N.S.: It’s a start, and when you see the credits of a film, we are in the opening credits now, not at the end of the film anymore. It’s changing little by little, but there is no Oscar for casting directors yet…

When you do co-productions, how many do you get a year and how is to work on a co-production in Austria? What is the difference between working on purely Austrian films and on co-productions with other countries?

N.S.: We do not make so many theatrical films in Austria, but we make very good films. If we are doing co-productions, the difference is just working together with another casting director, so you have to share actors and experiences. But, I am doing the same work for television, for Film, for co-productions… My work is always the same, always the same feeling, always the same thinking.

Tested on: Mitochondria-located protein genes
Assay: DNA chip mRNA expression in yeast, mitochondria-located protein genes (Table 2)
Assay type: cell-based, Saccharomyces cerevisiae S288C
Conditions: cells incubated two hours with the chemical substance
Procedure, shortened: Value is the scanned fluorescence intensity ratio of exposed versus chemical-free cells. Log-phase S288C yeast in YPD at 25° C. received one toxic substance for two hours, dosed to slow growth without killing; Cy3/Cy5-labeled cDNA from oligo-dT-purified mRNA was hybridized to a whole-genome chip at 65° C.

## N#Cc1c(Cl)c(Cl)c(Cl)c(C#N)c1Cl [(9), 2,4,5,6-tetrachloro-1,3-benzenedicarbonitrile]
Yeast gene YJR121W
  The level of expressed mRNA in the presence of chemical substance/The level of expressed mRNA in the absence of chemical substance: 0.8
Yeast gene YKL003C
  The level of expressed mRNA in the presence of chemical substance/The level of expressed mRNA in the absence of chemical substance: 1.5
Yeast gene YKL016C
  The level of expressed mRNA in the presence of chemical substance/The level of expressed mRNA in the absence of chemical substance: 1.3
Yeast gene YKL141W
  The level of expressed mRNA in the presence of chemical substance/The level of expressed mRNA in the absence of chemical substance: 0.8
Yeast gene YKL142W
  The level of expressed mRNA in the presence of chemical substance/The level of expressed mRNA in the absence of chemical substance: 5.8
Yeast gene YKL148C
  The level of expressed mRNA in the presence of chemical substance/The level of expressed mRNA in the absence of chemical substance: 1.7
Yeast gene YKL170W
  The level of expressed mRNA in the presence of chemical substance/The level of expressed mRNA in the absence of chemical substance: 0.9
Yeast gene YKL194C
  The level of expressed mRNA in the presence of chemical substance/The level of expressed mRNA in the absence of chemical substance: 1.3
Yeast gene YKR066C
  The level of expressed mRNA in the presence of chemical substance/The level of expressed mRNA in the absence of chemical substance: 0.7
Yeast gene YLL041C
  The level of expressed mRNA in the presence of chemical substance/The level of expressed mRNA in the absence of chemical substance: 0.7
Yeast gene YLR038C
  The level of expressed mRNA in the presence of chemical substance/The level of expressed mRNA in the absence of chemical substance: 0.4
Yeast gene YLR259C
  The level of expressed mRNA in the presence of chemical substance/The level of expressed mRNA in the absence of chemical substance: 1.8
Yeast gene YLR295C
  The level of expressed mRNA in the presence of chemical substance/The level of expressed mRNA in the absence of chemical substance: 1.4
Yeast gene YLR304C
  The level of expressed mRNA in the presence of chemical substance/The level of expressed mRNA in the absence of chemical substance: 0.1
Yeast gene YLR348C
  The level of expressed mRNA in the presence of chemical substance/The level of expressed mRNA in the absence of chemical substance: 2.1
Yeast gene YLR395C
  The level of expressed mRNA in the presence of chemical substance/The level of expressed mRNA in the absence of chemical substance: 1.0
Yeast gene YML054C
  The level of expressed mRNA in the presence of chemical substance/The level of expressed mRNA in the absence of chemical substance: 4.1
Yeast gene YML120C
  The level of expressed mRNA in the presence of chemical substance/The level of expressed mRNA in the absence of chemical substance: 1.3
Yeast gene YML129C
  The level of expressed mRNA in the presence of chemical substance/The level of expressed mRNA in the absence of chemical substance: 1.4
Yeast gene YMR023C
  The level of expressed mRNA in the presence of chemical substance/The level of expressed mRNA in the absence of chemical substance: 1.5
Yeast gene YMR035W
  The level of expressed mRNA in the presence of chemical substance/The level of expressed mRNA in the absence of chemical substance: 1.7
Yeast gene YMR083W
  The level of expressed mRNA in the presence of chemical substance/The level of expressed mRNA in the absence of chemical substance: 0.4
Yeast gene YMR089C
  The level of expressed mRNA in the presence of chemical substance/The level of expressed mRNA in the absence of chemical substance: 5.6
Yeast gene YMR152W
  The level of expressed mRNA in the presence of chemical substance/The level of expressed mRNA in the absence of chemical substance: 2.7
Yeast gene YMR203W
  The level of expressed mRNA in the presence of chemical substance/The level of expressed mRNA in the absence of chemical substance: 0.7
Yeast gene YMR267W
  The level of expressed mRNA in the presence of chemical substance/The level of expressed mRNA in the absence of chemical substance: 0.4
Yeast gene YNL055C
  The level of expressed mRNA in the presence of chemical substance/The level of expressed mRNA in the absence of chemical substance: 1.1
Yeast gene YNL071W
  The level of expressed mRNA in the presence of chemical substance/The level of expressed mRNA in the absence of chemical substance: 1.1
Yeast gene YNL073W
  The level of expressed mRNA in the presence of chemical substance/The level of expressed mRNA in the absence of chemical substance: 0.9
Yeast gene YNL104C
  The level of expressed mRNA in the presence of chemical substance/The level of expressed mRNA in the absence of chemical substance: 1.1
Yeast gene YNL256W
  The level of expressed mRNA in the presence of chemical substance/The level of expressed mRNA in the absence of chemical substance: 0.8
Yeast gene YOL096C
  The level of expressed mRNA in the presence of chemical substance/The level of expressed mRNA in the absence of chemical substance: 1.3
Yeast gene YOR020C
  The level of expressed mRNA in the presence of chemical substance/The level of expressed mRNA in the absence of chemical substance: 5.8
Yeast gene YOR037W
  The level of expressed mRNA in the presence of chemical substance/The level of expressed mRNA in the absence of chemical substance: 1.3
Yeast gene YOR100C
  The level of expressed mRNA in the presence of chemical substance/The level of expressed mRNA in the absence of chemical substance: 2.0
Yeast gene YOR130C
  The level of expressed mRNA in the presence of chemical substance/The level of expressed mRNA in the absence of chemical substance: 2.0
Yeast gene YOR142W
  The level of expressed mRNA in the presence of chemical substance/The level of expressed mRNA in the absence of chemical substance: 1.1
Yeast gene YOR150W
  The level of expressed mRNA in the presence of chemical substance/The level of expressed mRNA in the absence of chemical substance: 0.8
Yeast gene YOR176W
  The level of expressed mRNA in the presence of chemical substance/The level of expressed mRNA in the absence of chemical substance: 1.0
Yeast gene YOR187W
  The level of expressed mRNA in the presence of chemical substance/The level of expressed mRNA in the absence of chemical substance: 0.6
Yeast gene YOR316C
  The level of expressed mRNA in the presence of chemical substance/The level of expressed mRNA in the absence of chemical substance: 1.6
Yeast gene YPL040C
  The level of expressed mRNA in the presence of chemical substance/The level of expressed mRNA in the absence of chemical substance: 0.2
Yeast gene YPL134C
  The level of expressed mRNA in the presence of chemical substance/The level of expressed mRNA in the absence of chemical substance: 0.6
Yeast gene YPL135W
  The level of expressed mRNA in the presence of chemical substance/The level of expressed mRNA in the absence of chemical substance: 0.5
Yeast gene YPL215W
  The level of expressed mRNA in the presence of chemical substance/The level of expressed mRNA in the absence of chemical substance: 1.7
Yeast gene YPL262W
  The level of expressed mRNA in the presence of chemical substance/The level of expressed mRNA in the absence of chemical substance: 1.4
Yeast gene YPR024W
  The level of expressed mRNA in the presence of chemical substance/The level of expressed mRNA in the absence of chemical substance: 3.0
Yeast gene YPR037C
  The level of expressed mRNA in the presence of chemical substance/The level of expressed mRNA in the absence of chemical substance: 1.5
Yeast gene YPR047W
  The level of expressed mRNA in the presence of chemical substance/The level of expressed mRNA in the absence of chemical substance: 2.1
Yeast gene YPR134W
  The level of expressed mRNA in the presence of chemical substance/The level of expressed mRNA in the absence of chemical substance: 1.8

I believe you are not the only one in Austria. How many more active female casting directors are there in Austria right now?

N.S.: I think there are six more. There are seven of us and there is one man in total.

Do you work together sometimes? Is there competition?

N.S.: No. We are eight and the film market is just right for us eight. Each one of us is doing their own thing, so we are not competing with each other. I’m doing a lot, but others are doing OK as well.

What is the film you are proudest of for your work as a casting director?

N.S.: The Dark Vally (Das finstere Tal). It’s a film by Andreas Prochaska with Sam Riley, released about four years ago, that won all the prizes at the Deutscher Filmpreis. It’s an Austro-Western. I am very, very proud of it. There is also Breathing (Atmen) by Karl Markovics that screened in Cannes. It’s a really Austrian film, with an Austrian cast. Thomas Schubert won the Best Actor Award in Sarajevo in 2011. There are many…

The situation of women in the film industry is a very hot topic today. What is your take on it and what is the situation in Austria?